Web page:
The Maple Sugar Industry in Northeast Ohio
Native Americans and then early settlers tapped sugar maple trees for the sap that was then boiled down to a sweet syrup consistency. About forty gallons of sap are required to produce one gallon of maple syrup. The harvest season for maple sap is in late winter/early spring when the "sap is running." Sap is collected until the buds on the tree begin to swell.
In northeast Ohio, the first Maple Festival was officially held in Chardon in 1926. In 1931, the City of Burton erected the "first municipal maple house in the country." The proclaimed "Log Cabin Sugar Camp" was located in Burton Park.
Local promoters saw the opportunity to create an event that would attract people longing to get out of the house after a long winter indoors. The idea was to serve a breakfast feast of pancakes, sausage and maple syrup to crowds of people.
About the Collection
This collection of photographs was largely taken from the Cleveland Press "Maple Sirup" aka "Syrup" file. The Cleveland Press collection of photographs was donated to the Cleveland State University in 1984, after the Cleveland Press stopped production. The pictures represented here date from the 1920’s through the 1970’s, showing various aspects of maple sugaring production from throughout northeast Ohio, notably Burton, Chardon, and Geauga County.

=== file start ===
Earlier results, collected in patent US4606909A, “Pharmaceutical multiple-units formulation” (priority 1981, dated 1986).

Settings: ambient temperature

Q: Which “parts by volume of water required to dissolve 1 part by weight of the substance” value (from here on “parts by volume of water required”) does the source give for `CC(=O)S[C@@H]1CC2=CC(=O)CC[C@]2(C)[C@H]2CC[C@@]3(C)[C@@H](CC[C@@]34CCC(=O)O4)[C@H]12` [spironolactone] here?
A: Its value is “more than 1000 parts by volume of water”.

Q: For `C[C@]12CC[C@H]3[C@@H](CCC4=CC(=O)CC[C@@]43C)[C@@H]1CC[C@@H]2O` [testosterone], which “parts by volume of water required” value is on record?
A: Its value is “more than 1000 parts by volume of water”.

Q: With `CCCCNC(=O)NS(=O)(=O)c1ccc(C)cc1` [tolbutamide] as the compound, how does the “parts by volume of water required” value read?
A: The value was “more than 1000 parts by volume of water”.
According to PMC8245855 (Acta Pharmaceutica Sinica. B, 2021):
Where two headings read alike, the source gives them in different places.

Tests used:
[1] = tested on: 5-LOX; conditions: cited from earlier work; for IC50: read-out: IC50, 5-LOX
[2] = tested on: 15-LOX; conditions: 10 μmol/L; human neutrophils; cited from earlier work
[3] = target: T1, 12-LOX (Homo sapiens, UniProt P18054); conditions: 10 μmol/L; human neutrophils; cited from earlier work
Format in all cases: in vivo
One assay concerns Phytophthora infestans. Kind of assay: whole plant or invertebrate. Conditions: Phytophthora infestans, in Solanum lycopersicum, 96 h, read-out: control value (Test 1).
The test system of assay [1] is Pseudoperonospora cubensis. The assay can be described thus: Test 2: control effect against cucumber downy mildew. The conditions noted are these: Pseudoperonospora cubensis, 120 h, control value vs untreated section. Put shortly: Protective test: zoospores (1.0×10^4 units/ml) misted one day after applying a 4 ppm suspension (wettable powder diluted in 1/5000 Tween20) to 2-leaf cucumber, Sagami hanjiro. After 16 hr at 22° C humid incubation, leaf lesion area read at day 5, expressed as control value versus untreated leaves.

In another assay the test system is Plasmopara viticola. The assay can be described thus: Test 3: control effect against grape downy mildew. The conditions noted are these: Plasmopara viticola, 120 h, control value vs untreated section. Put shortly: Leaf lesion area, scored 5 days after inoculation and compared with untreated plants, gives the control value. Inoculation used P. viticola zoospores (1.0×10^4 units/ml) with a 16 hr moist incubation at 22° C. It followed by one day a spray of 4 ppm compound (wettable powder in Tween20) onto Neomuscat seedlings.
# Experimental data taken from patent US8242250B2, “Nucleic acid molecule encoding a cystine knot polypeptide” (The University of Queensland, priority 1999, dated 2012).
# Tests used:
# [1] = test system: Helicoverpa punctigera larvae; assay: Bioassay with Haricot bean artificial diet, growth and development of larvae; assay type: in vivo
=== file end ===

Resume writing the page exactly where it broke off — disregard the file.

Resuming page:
References & Resources for Further Reading
- Burton Memory Project (2010). Timeline of Burton History, 1931.
- Heiligmann, R. B., Koelling, M. R., Perkins, T. D. (Eds.). (2006). North American maple syrup producers manual, [Columbus]: Ohio State University Extension.
- Heiligmann, Randall B. (2002). Hobby maple syrup production (Fact Sheet). Ohio State University Extension, F-36-02.
- Geauga County Maple Festival
- Maple Syrup - from the Ohio State University Extension
This project represents the collaboration between Feeding Cleveland project member Carolyn Hufford, MLIS, and Kent State University S.L.I.S. practicum student Jonathan Herr. Ms. Hufford provided the project idea, research, and web page layout. Mr. Herr digitized the photos and created the metadata tags and descriptive elements under the professional guidance of Bill Barrow (Special Collections), Joanne Cornelius (Digital Production), Kiffany Francis (Metadata), and Lynn Duchez Bycko (Special Collections), all from the Michael Schwartz Library at Cleveland State University.